The Ins and Outs of Exit Interviews

You’ve been unhappy in your current position for a few years. While you love the job, you haven’t been able to work out the differences with your manager. So, when you receive a terrific offer at a new company, you’re thrilled—and ready to hand in your notice.

But in your excitement to move on, don’t close the door on future opportunities. A graceful exit enhances your professional reputation, and—because businesses often take the interview information seriously—your comments could lead to changes within the organization.

Leave On a Positive Note
Remember, it’s not about revenge. Even if your boss makes Tony Soprano look appealing as a manager, don’t use the exit interview as an opportunity to lambaste him or her. While venting your frustrations may feel good at the time, you could regret it later. Your desire for vengeance is apt to be transparent and may prompt the interviewer to discount much of what you say. Try to keep comments regarding any problems you encountered fairly general, and don’t single anybody out. For example, if you’re leaving because you didn’t get along with a boss, you might simply say, "My supervisor and I weren’t a good fit personality-wise, so I decided to move on."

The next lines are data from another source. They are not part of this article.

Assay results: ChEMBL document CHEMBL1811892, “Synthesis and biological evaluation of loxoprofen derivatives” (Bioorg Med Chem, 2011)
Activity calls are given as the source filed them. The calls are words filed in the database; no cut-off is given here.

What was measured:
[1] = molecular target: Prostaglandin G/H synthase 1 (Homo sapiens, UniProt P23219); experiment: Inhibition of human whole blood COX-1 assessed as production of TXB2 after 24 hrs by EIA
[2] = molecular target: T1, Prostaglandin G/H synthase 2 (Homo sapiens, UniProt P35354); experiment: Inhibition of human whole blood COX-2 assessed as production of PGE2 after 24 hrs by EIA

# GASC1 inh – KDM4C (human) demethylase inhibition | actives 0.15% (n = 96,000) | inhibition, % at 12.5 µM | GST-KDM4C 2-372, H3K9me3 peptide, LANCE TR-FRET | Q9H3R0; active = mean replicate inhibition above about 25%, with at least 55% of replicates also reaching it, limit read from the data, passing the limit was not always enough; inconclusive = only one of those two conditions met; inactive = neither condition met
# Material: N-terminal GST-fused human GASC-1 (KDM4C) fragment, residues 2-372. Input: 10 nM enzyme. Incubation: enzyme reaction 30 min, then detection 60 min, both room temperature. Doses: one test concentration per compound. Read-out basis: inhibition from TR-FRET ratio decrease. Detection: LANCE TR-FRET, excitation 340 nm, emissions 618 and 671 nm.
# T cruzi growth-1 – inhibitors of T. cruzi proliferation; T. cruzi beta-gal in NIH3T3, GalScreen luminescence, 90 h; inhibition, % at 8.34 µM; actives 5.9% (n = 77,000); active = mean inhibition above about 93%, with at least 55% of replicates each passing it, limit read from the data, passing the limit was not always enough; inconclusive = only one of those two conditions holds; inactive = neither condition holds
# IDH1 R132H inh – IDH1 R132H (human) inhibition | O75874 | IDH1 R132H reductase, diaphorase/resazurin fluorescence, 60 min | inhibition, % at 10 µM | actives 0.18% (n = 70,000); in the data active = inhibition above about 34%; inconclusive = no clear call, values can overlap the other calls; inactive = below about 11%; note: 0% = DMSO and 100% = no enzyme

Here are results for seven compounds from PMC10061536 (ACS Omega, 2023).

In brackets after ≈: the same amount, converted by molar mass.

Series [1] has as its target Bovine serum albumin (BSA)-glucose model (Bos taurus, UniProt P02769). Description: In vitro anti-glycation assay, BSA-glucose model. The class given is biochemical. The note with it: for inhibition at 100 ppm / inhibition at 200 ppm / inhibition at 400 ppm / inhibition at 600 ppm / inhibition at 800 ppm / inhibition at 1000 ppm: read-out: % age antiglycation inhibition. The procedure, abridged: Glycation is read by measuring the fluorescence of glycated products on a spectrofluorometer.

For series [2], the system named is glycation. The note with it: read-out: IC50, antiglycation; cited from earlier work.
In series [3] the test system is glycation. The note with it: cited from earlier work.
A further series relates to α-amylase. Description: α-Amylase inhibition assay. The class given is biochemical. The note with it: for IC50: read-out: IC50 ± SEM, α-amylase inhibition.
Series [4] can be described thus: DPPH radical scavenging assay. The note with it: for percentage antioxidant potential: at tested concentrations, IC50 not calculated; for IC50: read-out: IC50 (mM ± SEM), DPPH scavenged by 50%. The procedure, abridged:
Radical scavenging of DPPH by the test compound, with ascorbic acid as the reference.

It’s also important to be balanced in your answers. You can come up with a hundred reasons why you’ve chosen to leave, but don’t let this prevent you from mentioning the good qualities about your employer. Compliments will help temper any criticism you deliver and may improve conditions for your coworkers. It’s OK to be specific when delivering praise, so feel free to commend your colleagues by name.

Keep It Short and Sweet
Answer all questions truthfully, but don’t go overboard in your responses. Similar to a job interview, you’re more likely to say something you’ll regret if you talk too much. Even if the interviewer remains silent once you’ve answered a question, don’t press on to fill in an awkward pause. Instead, smile and wait for him or her to continue. If you’re asked a question that’s too personal in nature (e.g., How much more money is your new company paying you?) simply state that you would prefer to keep that information confidential. Finally, remember to take care of personal business. The exit interview is a good time for asking questions pertaining to your benefits, such as your 401(k) rollover, your last paycheck and any other details you need to discuss before you leave.

Because your former manager and coworkers could serve as references or connections to future jobs, a diplomatic approach as you prepare to leave is essential. By presenting a positive, professional attitude during the exit interview, you pave the way for a smooth departure—and keep your options open.

The Creative Group is a specialized staffing service placing creative, advertising, marketing and Web professionals on a project basis with a variety of firms. 

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